Then this morning was a show called “The Herd” hosted by someone named Colin Cowherd.  No, really, it says that on the website.  Anyhow, this morning he was on a rant about major league baseball rejecting the idea of an official review of video replays of close calls because it would “affect the flow of the game.”  Colin waxed wroth.  I have never heard a radio host do longer pauses:

“Baseball is a game that has no clock. [PAUSE PAUSE PAUSE PAUSE PAUSE PAUSE PAUSE PAUSE PAUSE PAUSE] It has no clock. [PAUSE PAUSE PAUSE PAUSE] But major league baseball is worried that taking two minutes to look at the video and get the call right will disrupt the flow of the game. [PAUSE PAUSE] Baseball has [PAUSE] no clock. [PAUSE PAUSE PAUSE PAUSE PAUSE] How many times does the manager come out of the dugout to dispute a call? [PAUSE] How long does that take? [PAUSE PAUSE PAUSE PAUSE] “Five minuets?” PAUSE PAUSE, Three? [PAUSE PAUSE PAUSE PAUSE] Baseball is a game that has no clock.

Poetry in a strange kind of way.

Colin then proceeded to ramble on about the seventh inning stretch, the potential for a week’s break between the playoffs and the World Series, inserted a little faux commercial for baseball on Thanksgiving, hit on conferences on the mound and multiple changes of pitchers during an inning, before circling back with perfect symmetry to “Baseball is a game [PAUSE PAUSE] that has no clock. [PAUSE PAUSE PAUSE PAUSE PAUSE PAUSE PAUSE PAUSE] This is The Herd.”

Strangely, listening to The Herd has finally allowed me to understand the heretofore unfathomable appeal of Rush Limbaugh.  The delightful self-seriousness of The Herd, is genuinely entertaining.  Poor Colin must rail against the glaring stupidity of those in power.  Major League Baseball will blunder blindly ahead oblivious to the fact that “Baseball is a game [PAUSE PAUSE PAUSE PAUSE PAUSE PAUSE PAUSE PAUSE] that has no clock.”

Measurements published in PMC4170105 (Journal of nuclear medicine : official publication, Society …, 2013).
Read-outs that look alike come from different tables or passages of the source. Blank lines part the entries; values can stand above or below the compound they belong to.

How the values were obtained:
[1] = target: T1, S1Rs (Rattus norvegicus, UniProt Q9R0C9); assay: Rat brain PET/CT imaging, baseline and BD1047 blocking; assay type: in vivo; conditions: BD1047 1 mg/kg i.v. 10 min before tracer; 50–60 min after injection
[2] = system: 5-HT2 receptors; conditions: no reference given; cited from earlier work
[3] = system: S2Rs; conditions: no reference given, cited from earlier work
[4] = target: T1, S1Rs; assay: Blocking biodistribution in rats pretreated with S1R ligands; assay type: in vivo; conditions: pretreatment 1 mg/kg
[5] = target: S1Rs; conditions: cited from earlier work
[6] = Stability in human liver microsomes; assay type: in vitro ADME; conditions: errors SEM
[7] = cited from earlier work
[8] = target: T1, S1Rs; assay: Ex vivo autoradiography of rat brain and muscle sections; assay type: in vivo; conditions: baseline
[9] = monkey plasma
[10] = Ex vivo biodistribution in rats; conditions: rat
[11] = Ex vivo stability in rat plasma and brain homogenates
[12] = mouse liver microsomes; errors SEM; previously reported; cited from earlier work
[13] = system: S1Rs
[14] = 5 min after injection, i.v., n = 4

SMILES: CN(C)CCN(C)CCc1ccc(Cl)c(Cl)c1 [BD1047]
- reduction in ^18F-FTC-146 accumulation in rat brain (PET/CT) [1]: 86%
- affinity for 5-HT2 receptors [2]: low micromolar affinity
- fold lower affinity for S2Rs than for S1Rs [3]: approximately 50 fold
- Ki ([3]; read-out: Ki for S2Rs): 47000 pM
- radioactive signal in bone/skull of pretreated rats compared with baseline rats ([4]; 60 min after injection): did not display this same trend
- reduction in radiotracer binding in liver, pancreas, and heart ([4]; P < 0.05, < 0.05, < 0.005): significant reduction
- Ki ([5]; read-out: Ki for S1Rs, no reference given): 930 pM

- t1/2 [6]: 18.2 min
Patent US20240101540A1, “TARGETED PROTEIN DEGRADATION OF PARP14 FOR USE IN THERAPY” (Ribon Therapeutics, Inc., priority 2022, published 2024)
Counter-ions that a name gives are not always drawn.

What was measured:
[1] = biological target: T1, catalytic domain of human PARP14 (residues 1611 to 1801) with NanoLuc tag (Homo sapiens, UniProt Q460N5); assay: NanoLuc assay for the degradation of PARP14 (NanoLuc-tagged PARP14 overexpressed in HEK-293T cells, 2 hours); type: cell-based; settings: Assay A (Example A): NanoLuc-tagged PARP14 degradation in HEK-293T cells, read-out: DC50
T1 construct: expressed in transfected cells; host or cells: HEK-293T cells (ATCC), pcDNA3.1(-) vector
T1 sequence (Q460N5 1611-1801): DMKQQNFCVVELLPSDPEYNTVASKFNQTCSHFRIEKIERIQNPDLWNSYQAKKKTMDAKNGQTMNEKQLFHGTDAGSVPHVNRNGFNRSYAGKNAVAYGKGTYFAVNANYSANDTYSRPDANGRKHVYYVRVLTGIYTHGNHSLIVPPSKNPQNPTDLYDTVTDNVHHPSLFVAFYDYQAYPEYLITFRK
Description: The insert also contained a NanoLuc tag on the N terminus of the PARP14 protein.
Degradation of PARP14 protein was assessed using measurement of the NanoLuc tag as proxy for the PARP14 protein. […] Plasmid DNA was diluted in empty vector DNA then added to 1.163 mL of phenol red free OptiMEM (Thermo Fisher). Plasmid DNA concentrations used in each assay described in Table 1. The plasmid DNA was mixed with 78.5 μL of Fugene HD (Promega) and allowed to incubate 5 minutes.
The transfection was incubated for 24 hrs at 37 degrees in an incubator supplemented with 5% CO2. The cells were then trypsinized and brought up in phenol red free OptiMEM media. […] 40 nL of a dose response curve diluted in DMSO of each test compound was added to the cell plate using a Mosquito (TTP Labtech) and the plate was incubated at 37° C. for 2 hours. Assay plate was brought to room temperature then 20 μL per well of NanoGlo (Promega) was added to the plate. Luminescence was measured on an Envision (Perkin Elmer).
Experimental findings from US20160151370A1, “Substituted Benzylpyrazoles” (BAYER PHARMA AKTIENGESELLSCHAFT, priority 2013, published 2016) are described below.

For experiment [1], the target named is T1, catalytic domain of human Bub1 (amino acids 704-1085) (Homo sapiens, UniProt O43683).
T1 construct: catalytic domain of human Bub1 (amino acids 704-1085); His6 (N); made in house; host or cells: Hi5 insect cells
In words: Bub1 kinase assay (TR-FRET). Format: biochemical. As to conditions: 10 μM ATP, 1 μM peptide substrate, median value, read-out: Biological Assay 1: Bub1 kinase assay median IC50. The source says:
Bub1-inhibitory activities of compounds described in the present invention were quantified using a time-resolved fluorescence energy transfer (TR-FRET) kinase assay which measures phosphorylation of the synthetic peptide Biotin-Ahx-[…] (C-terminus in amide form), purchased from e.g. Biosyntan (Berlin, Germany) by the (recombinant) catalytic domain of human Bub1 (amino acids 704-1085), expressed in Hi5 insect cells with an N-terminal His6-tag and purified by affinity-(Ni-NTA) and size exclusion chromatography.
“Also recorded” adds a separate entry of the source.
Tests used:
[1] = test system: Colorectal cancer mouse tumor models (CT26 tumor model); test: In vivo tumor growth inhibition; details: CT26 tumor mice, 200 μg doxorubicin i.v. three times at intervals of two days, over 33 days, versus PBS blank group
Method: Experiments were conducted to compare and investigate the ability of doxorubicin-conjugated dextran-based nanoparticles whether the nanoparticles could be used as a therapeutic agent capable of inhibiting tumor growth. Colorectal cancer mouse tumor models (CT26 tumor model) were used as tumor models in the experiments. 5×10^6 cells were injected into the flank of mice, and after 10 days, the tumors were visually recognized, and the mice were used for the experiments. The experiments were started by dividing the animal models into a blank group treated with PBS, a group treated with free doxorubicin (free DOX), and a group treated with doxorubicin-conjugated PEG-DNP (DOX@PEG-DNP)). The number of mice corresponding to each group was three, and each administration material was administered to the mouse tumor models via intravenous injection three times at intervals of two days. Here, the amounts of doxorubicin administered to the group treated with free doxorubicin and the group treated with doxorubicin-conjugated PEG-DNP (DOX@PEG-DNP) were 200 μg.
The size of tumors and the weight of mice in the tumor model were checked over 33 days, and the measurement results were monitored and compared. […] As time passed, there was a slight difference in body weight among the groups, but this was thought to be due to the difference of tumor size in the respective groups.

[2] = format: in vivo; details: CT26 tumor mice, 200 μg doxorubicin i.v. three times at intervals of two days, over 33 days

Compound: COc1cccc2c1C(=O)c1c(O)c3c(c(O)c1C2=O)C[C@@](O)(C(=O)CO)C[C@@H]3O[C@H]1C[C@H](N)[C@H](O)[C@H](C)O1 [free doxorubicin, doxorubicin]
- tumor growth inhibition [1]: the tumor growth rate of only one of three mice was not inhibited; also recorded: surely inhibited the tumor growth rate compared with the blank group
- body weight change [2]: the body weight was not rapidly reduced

Limbaugh does much the same, only he rails against Major League Liberals, The Guv’munt and now, “Obama’s America.”  His rants are, for his audience, both affirming and amusing, while he does his fundraising the old-fashioned way – with traditional commercials that our 21st century brains completely ignore.  Of course, neither Colin nor Rush have to worry about actually building their particular fields of dreams – that is someone else’s job. 

So I was startled the other day my new friends on ESPN radio began affirming the wisdom of booting Rush from a group trying to purchase the St. Louis Rams because he would be “a complication PAUSE and a distraction, PAUSE PAUSE.”  Colin likes stating the obvious as though it were news.  You gotta PAUSE PAUSE love it.  Personally, I have nothing against Rush being an NFL owner, as long as he is willing to participate in scrimmages.  After all, “Football is no game PAUSE PAUSE PAUSE PAUSE for sissies!”

Hold on, let me check NPR for a moment .  .  .  .

Any of you want to have lunch with Fiona Richie?  You still have 20 minutes to meet that listener challenge.  Sigh.  “Public Radio Fund Drives [PAUSE PAUSE PAUSE PAUSE PAUSE PAUSE PAUSE PAUSE PAUSE] never end. [PAUSE PAUSE PAUSE PAUSE] This is the Schrag.”

Wednesday, October 7, 2009

One Size to Fit Millions

I noticed a post on PC World this morning regarding potential redesigns for Facebook’s home page.

[See: http://www.pcworld.com/article/173254/is_facebook_prepping_a_new_homepage.html?tk=rss_main]

I’m not much of a Facebook fan, I glance at it every few days, but it doesn’t play much of a role in my life. Still, I can feel their pain. I run my classes using a “learning management system” called Moodle. It, too, creates a specific structure upon a page designed to meet the needs of a group. But my group numbers in the mere hundreds and still the page generates considerable confusion and chagrin. Facebook has what, 250, 300 million people to please? OMG! as the texterati would write.

People are possessive about Facebook – they refer to it as My Facebook Page. Not my page on Facebook. Sitting there on your screen, the difference may seem slight – but viscerally the difference is immense. Users think they “own” Facebook. Never mind that it is free and there remains the nagging question of who “really owns” all that stuff y’all post up there. Regardless, feelings about Facebook definitely remain “personal possessive.”

How do you change the “look and feel” of something that 300 million people think they own? We will see, perhaps, in the next few weeks. Who knows? I will make a prediction – somehow the ads will become more prominent. “Ads?” you say? Sure. Just scroll to the bottom of the page and click on the little link next to About that says Advertising. See? You too can be up there pushing product on those millions of “My Facebook” pages.